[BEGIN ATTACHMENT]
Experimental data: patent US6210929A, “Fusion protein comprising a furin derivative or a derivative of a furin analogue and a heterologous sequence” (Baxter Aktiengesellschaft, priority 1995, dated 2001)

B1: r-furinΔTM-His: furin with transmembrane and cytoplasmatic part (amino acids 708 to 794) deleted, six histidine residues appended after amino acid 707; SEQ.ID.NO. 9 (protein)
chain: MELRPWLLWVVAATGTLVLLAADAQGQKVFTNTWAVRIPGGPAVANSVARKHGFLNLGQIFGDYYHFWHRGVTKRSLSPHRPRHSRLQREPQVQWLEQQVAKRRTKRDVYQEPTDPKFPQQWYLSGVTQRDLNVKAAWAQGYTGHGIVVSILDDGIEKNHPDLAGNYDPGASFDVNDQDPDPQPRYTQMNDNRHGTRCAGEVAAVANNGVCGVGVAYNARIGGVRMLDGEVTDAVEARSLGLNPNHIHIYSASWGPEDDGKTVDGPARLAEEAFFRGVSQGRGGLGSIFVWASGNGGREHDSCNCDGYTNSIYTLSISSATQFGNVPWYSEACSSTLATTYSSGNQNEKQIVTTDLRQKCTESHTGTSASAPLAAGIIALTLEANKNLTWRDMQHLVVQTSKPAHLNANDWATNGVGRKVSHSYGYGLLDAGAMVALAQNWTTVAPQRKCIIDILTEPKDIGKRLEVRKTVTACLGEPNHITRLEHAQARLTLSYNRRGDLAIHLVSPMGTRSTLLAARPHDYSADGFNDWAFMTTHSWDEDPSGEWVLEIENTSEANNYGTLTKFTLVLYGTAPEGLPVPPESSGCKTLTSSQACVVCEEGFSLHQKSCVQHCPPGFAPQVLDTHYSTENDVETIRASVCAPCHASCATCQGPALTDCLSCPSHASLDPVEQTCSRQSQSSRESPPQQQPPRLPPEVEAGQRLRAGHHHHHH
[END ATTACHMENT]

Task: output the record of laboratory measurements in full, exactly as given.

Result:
Experimental data: patent US6210929A, “Fusion protein comprising a furin derivative or a derivative of a furin analogue and a heterologous sequence” (Baxter Aktiengesellschaft, priority 1995, dated 2001)

B1: r-furinΔTM-His: furin with transmembrane and cytoplasmatic part (amino acids 708 to 794) deleted, six histidine residues appended after amino acid 707; SEQ.ID.NO. 9 (protein)
chain: MELRPWLLWVVAATGTLVLLAADAQGQKVFTNTWAVRIPGGPAVANSVARKHGFLNLGQIFGDYYHFWHRGVTKRSLSPHRPRHSRLQREPQVQWLEQQVAKRRTKRDVYQEPTDPKFPQQWYLSGVTQRDLNVKAAWAQGYTGHGIVVSILDDGIEKNHPDLAGNYDPGASFDVNDQDPDPQPRYTQMNDNRHGTRCAGEVAAVANNGVCGVGVAYNARIGGVRMLDGEVTDAVEARSLGLNPNHIHIYSASWGPEDDGKTVDGPARLAEEAFFRGVSQGRGGLGSIFVWASGNGGREHDSCNCDGYTNSIYTLSISSATQFGNVPWYSEACSSTLATTYSSGNQNEKQIVTTDLRQKCTESHTGTSASAPLAAGIIALTLEANKNLTWRDMQHLVVQTSKPAHLNANDWATNGVGRKVSHSYGYGLLDAGAMVALAQNWTTVAPQRKCIIDILTEPKDIGKRLEVRKTVTACLGEPNHITRLEHAQARLTLSYNRRGDLAIHLVSPMGTRSTLLAARPHDYSADGFNDWAFMTTHSWDEDPSGEWVLEIENTSEANNYGTLTKFTLVLYGTAPEGLPVPPESSGCKTLTSSQACVVCEEGFSLHQKSCVQHCPPGFAPQVLDTHYSTENDVETIRASVCAPCHASCATCQGPALTDCLSCPSHASLDPVEQTCSRQSQSSRESPPQQQPPRLPPEVEAGQRLRAGHHHHHH